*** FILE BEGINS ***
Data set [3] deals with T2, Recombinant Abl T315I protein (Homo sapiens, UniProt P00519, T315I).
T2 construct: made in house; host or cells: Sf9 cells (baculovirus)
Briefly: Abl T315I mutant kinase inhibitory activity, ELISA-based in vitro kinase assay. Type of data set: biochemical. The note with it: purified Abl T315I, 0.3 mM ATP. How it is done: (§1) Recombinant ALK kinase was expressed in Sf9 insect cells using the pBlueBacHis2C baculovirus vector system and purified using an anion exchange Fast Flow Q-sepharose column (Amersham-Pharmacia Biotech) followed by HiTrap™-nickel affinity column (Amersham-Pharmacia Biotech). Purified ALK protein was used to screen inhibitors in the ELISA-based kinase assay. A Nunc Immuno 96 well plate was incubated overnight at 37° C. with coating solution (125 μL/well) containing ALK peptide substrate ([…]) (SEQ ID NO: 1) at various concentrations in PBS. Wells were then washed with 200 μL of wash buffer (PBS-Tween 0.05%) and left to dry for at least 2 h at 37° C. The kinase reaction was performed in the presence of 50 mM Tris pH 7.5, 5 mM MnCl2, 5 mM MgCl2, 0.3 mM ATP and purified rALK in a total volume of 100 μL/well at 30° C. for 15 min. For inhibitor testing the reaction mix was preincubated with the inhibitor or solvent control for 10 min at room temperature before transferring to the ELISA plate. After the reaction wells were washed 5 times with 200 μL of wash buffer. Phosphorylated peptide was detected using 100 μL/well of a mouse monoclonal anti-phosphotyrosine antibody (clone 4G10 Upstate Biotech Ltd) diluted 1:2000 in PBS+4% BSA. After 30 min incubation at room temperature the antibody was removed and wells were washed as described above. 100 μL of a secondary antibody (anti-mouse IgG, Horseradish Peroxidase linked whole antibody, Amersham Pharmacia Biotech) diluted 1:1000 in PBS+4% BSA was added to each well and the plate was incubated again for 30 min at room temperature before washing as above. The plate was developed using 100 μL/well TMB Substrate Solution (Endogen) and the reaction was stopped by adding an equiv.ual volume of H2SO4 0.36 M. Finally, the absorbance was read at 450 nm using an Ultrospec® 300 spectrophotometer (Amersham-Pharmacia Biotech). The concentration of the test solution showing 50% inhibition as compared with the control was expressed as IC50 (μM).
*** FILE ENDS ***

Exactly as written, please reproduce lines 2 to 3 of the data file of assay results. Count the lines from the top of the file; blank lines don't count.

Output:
T2 construct: made in house; host or cells: Sf9 cells (baculovirus)
Briefly: Abl T315I mutant kinase inhibitory activity, ELISA-based in vitro kinase assay. Type of data set: biochemical. The note with it: purified Abl T315I, 0.3 mM ATP. How it is done: (§1) Recombinant ALK kinase was expressed in Sf9 insect cells using the pBlueBacHis2C baculovirus vector system and purified using an anion exchange Fast Flow Q-sepharose column (Amersham-Pharmacia Biotech) followed by HiTrap™-nickel affinity column (Amersham-Pharmacia Biotech). Purified ALK protein was used to screen inhibitors in the ELISA-based kinase assay. A Nunc Immuno 96 well plate was incubated overnight at 37° C. with coating solution (125 μL/well) containing ALK peptide substrate ([…]) (SEQ ID NO: 1) at various concentrations in PBS. Wells were then washed with 200 μL of wash buffer (PBS-Tween 0.05%) and left to dry for at least 2 h at 37° C. The kinase reaction was performed in the presence of 50 mM Tris pH 7.5, 5 mM MnCl2, 5 mM MgCl2, 0.3 mM ATP and purified rALK in a total volume of 100 μL/well at 30° C. for 15 min. For inhibitor testing the reaction mix was preincubated with the inhibitor or solvent control for 10 min at room temperature before transferring to the ELISA plate. After the reaction wells were washed 5 times with 200 μL of wash buffer. Phosphorylated peptide was detected using 100 μL/well of a mouse monoclonal anti-phosphotyrosine antibody (clone 4G10 Upstate Biotech Ltd) diluted 1:2000 in PBS+4% BSA. After 30 min incubation at room temperature the antibody was removed and wells were washed as described above. 100 μL of a secondary antibody (anti-mouse IgG, Horseradish Peroxidase linked whole antibody, Amersham Pharmacia Biotech) diluted 1:1000 in PBS+4% BSA was added to each well and the plate was incubated again for 30 min at room temperature before washing as above. The plate was developed using 100 μL/well TMB Substrate Solution (Endogen) and the reaction was stopped by adding an equiv.ual volume of H2SO4 0.36 M. Finally, the absorbance was read at 450 nm using an Ultrospec® 300 spectrophotometer (Amersham-Pharmacia Biotech). The concentration of the test solution showing 50% inhibition as compared with the control was expressed as IC50 (μM).